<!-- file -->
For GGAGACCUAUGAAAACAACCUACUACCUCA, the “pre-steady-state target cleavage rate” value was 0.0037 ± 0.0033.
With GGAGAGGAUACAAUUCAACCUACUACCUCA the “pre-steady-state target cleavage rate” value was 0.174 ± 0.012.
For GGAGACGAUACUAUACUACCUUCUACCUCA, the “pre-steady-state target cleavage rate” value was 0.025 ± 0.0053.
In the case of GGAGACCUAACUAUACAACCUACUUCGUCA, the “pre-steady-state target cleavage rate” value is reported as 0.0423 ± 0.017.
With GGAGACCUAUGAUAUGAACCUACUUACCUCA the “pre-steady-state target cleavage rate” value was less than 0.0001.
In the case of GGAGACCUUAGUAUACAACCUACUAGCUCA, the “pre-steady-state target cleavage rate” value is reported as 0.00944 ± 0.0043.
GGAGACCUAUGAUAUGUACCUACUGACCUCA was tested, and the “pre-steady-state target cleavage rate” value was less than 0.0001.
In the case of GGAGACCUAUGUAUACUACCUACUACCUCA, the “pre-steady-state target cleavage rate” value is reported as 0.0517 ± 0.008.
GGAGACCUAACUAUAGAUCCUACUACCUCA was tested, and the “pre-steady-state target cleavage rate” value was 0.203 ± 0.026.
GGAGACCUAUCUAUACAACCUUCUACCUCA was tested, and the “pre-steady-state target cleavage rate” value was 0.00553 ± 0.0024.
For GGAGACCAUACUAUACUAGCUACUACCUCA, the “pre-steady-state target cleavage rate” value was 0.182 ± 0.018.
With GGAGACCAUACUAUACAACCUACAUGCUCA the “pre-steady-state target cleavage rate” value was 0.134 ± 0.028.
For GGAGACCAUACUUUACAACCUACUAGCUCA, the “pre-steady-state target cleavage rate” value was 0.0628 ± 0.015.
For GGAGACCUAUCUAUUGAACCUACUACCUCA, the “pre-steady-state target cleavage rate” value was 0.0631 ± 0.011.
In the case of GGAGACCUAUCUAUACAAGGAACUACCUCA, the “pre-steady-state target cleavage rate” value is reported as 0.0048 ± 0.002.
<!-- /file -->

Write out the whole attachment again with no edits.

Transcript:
For GGAGACCUAUGAAAACAACCUACUACCUCA, the “pre-steady-state target cleavage rate” value was 0.0037 ± 0.0033.
With GGAGAGGAUACAAUUCAACCUACUACCUCA the “pre-steady-state target cleavage rate” value was 0.174 ± 0.012.
For GGAGACGAUACUAUACUACCUUCUACCUCA, the “pre-steady-state target cleavage rate” value was 0.025 ± 0.0053.
In the case of GGAGACCUAACUAUACAACCUACUUCGUCA, the “pre-steady-state target cleavage rate” value is reported as 0.0423 ± 0.017.
With GGAGACCUAUGAUAUGAACCUACUUACCUCA the “pre-steady-state target cleavage rate” value was less than 0.0001.
In the case of GGAGACCUUAGUAUACAACCUACUAGCUCA, the “pre-steady-state target cleavage rate” value is reported as 0.00944 ± 0.0043.
GGAGACCUAUGAUAUGUACCUACUGACCUCA was tested, and the “pre-steady-state target cleavage rate” value was less than 0.0001.
In the case of GGAGACCUAUGUAUACUACCUACUACCUCA, the “pre-steady-state target cleavage rate” value is reported as 0.0517 ± 0.008.
GGAGACCUAACUAUAGAUCCUACUACCUCA was tested, and the “pre-steady-state target cleavage rate” value was 0.203 ± 0.026.
GGAGACCUAUCUAUACAACCUUCUACCUCA was tested, and the “pre-steady-state target cleavage rate” value was 0.00553 ± 0.0024.
For GGAGACCAUACUAUACUAGCUACUACCUCA, the “pre-steady-state target cleavage rate” value was 0.182 ± 0.018.
With GGAGACCAUACUAUACAACCUACAUGCUCA the “pre-steady-state target cleavage rate” value was 0.134 ± 0.028.
For GGAGACCAUACUUUACAACCUACUAGCUCA, the “pre-steady-state target cleavage rate” value was 0.0628 ± 0.015.
For GGAGACCUAUCUAUUGAACCUACUACCUCA, the “pre-steady-state target cleavage rate” value was 0.0631 ± 0.011.
In the case of GGAGACCUAUCUAUACAAGGAACUACCUCA, the “pre-steady-state target cleavage rate” value is reported as 0.0048 ± 0.002.